The question of who pays gets tricky. Local government authorities – which are obliged by law to provide a range of youth services – are likely to provide their staffers with access to training at levels 1, 2 and 3 of the country’s educational system, with level 3 being roughly equivalent to a high school diploma in the United States. In nonprofits, however, finding the cash for training can be difficult. The main public source of funding for adult training – the Learning and Skills Council – has refused to fund a level 2 qualification if the trainee already holds one. Thus, if a volunteer youth worker has a halfway decent school record, or a vocational qualification in butchery or plumbing, he wouldn’t get funded to study for his youth work qualification.
Brown hopes that developments in the government’s “Train to Gain” initiative for adult learners will lead to funding for that second level 2 qualification.
Jodie Stirrup is an example of how qualifications can give a hand up the career ladder. She focused on equine studies at a university, but also volunteered at a “junior youth club” run by Warwickshire County Council. The council required her to take its Introduction to Youth Work course. She later took more courses on working with older teens.
“Eventually, I got a job as assistant youth worker for 25 hours a week. It was becoming a career,” Stirrup said. “So I did part-time study with a college for a level 2 qualification in youth work. I was putting the building blocks in place.”
She now works with the Warwickshire Association of Youth Clubs, encouraging and supporting young people to volunteer in their communities, and is taking JNC-recognized courses at a university.
Those who have only dipped their toes in youth work – such as volunteers and part-timers – and those looking to move into youth work from other fields also get some help from the JNC.
Someone who has appropriate skills, qualities or experience, perhaps from having worked in a related profession, can be appointed as a Youth Worker in Training. Such employees start a few points lower on the scale than what the job is listed for, meaning the salary is lower than it would be for a qualified youth worker. But the designation provides the worker with support to continue studies toward full qualification. That support might include a contribution toward fees or paid time off for school work.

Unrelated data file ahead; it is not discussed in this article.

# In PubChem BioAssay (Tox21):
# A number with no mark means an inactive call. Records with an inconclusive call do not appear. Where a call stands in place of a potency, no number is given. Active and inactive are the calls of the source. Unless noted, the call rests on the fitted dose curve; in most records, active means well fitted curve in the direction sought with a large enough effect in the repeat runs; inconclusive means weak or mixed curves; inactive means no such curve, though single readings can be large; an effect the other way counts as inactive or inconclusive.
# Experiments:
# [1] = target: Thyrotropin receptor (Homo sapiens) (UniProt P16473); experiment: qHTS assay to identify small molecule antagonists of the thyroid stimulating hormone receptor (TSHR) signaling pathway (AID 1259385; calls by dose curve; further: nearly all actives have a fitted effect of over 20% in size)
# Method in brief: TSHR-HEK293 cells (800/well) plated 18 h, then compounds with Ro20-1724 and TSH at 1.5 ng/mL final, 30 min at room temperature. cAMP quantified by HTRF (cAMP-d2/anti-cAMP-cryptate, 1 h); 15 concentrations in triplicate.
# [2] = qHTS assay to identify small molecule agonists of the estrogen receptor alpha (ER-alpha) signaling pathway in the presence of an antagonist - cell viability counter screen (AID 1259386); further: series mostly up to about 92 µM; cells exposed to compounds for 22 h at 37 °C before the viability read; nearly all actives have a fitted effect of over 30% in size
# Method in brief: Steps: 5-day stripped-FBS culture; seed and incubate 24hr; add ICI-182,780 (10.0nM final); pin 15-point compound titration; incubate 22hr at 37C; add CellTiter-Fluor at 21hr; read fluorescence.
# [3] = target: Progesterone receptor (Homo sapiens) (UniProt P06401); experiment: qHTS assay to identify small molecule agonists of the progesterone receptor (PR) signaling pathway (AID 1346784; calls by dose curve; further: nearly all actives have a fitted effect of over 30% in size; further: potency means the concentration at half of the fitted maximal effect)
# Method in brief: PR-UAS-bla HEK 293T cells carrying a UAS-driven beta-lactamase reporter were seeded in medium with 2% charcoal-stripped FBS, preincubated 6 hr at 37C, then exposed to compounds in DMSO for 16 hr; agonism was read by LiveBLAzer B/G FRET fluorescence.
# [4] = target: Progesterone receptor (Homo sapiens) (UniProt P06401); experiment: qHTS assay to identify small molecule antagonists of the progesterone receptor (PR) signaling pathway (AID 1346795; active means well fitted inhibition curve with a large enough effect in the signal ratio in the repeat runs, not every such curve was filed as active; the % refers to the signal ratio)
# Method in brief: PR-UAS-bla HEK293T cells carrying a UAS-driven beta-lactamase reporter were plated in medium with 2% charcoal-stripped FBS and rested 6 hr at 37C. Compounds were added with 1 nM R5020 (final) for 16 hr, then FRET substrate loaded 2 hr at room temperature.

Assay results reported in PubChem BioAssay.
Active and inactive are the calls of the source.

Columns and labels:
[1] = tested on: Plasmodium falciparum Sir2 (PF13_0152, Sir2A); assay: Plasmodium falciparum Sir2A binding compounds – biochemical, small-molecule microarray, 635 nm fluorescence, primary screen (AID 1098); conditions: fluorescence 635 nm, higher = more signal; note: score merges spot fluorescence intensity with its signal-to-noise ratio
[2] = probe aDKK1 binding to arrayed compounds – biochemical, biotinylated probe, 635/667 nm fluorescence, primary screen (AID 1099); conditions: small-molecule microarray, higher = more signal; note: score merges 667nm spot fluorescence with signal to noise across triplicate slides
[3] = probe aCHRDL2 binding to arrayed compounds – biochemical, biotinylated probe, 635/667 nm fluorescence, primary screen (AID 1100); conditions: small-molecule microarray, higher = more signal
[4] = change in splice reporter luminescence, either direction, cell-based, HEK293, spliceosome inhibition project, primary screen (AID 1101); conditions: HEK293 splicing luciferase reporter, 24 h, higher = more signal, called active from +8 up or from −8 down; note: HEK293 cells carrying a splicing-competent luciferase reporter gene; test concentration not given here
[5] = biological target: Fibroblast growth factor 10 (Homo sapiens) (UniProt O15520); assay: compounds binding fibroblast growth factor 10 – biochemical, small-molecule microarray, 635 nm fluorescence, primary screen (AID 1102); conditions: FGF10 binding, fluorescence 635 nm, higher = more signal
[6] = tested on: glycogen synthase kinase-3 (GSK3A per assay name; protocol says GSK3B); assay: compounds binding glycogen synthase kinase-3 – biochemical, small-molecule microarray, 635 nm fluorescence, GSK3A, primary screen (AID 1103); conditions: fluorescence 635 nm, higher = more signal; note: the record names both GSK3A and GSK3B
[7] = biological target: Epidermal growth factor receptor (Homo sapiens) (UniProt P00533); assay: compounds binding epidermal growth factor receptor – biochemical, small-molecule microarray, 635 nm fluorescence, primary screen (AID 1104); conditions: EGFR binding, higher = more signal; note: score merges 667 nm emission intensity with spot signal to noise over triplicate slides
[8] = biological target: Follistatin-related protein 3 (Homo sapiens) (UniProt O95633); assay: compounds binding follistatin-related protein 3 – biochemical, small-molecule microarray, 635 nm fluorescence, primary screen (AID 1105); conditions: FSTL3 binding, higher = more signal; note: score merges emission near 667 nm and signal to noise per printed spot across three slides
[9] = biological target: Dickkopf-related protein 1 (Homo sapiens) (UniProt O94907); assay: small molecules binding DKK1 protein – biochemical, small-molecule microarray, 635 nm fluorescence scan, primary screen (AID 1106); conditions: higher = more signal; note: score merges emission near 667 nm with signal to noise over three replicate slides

In addition, the JNC now recognizes pre-professional qualifications – that is, local training for part-time and volunteer staff. In the past, such training was sometimes geared only to local needs, and it varied in content and quality. For those reasons, workers couldn’t transfer those qualifications when they moved to other employers or other parts of the country.
Now, however, that local training can be accredited by one of four organizations, as long as it meets certain national requirements, thus earning JNC recognition. That helps employees find jobs and employers find qualified staff.
Moving to Management
There’s no formal qualification system to become a manager in youth work. Not much training is available, either, said Susie Roberts, chief executive of the Association of Principal Youth and Community Officers. Local authorities, however, are offering more chances for staffers across all departments to study for a generic management qualification, called the Certificate in Management Skills.
Most senior youth work management jobs are paid on the “Soulbury scale,” along with such other groups as educational psychologists. This scale ranges from £32,000 to £58,000 ($64,000 to $116,000).
Some changes are in store.
Officials expect that by 2010, they’ll see full implementation of measures to create an integrated youth work force, whereby youth workers will work more closely alongside youth justice staff, social workers and other specialists. Training courses will increasingly see students who are following different youth-related professions sitting alongside each other taking the same core courses before going back into their specialties. That will make it easier for people to move between youth-related professions.
“It will facilitate lateral movement,” said Di Evans, The National Youth Agency’s development officer for training. “A worker who is qualified in one of those areas – say, youth justice – won’t necessarily have to start at the bottom to start in another area.”
Also, the JNC qualification is moving more toward academics. Starting in September 2010, JNC will only recognize courses at honors degree level and above, which typically means at least three years of course work.
“There’s bound to be fears in some quarters that the degree requirement will restrict access,” Evans acknowledged. But she believes most students who were set to take two years of courses will continue another year for the honors degree.
Tim Burke is associate editor of Youth Work Now and is based in Leicester, England. firstname.lastname@example.org.